“You can’t really worry about what if — if (the rehab) doesn’t work, it doesn’t work. We’re not going to look back and say, gosh, I wish we had done this and we should have done this — no, we’re doing things the right way that the doctors approved of and recommended and our training staff and internal guys recommended,” pitching coach Tommy Hottovy told the Tribune Saturday. “The coaching staff and the analytical side, we’re all on the same page. So it’s not like somebody’s going to be like, well, I told you if had done XYZ … that’s not the case.”
A shortened arm path
Evaluating how Hendricks can recapture his old form dates further than pre-injury last season.
Hendricks’ arm action has evolved since his career-best 2016 performance. Over time, the right-hander’s arm path has become too elongated: pulling his arm up into the ideal elbow flexion position put stress on his shoulder and the kinetic chain became disconnected.
Hottovy and the Cubs pitching infrastructure have worked with Hendricks over the offseason to harness a shorter, more direct arm path. Hendricks admitted the adjustment felt weird his first couple of weeks throwing, which to this point has been on flat ground. The big test to his reformed arm path will come when he throws off a mound, calling that eventual checkpoint in his rehab as an eye-opening moment for where his delivery is at.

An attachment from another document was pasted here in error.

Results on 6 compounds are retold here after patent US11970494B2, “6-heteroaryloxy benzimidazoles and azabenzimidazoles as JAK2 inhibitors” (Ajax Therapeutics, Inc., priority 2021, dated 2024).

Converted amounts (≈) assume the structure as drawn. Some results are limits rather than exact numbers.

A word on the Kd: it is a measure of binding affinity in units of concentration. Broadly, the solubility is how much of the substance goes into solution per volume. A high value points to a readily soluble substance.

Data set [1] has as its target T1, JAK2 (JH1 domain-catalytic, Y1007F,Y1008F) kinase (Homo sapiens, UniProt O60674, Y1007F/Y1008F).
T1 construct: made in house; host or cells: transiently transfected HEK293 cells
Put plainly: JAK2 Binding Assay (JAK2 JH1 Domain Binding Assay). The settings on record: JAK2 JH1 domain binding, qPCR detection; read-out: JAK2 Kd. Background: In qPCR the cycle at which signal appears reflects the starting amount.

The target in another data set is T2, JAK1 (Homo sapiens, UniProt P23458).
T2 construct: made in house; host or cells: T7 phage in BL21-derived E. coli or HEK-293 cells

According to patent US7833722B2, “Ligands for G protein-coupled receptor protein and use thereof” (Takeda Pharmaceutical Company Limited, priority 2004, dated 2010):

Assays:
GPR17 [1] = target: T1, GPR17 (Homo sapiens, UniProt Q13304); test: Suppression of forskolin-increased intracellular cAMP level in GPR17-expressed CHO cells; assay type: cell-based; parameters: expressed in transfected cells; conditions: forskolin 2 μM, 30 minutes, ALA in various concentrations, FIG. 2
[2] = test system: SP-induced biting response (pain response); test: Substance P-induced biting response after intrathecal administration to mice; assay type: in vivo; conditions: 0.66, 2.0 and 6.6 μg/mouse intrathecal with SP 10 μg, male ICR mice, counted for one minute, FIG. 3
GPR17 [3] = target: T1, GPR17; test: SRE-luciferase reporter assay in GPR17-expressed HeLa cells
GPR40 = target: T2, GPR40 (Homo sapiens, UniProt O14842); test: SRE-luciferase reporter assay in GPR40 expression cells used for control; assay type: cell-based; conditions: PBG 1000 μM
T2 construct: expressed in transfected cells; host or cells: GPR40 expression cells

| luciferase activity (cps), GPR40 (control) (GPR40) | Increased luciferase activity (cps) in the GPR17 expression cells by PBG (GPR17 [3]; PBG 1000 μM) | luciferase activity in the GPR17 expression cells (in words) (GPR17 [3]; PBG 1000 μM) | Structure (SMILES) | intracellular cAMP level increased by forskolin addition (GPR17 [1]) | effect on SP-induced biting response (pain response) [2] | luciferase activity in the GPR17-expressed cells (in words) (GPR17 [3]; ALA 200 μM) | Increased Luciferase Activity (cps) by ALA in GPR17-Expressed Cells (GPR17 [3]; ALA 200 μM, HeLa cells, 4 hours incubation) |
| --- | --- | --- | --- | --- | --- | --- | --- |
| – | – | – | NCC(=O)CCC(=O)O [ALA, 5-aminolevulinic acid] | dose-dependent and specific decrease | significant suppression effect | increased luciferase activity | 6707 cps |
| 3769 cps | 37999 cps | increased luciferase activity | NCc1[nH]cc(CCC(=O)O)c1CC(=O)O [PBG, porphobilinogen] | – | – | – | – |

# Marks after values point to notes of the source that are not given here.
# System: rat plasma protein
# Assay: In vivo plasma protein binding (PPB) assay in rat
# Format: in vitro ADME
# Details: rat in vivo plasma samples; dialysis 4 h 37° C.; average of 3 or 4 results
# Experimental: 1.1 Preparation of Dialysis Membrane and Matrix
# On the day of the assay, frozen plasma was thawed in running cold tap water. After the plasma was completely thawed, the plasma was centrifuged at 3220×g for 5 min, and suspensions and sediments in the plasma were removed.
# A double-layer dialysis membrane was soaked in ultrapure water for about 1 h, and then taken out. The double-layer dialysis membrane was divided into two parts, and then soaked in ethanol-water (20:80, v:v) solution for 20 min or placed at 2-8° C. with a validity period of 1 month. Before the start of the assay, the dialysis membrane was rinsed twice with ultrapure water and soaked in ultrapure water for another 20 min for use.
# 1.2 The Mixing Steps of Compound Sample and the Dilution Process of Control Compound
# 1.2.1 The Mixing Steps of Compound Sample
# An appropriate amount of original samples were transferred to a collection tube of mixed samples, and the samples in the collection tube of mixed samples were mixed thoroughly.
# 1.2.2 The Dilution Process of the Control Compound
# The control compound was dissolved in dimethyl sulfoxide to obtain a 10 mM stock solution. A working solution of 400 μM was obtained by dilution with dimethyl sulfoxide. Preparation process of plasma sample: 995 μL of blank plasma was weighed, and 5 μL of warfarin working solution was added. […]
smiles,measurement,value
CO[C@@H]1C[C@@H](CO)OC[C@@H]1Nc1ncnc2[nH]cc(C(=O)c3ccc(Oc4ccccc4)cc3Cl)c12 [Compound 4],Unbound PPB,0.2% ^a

“It feels drastic to me yet it might look subtle,” Hendricks said. “I don’t want to get too short because that’s kind of too far the opposite way. So it’s more making sure I get the ball out of my glove and stay long enough but then just get it right up to my ear. That’s really where my strong position is anyway.
“I can tell how healthy I feel and how good my shoulder feels when I do it the right way.”
Hendricks anticipates his shorter, more direct arm path will make his stuff sharper with more life on pitches.
“I just want to make sure I have full extension again and I’m finishing all my pitches,” Hendricks said. “That’s where my good action is going to come and hopefully back to a lot of soft contact.”
The Cubs also believe the adjustment will help Hendricks avoid a similar injury in the future while creating a more consistent and effective delivery.
“(Longer arm action) works when you’re in sync and your shoulder is strong and healthy,” pitching coach Tommy Hottovy said. “The minute it gets outside of your bubble, that creates a ton of stress. (The change) feels weird because a lot of the training he always wants to get his arm out (behind him).
“When you deal with injuries, sometimes you’ve got to make changes to help repattern that movement and change the stress that was being put on one area and move it somewhere else and move it more efficiently.”
A teammate’s insight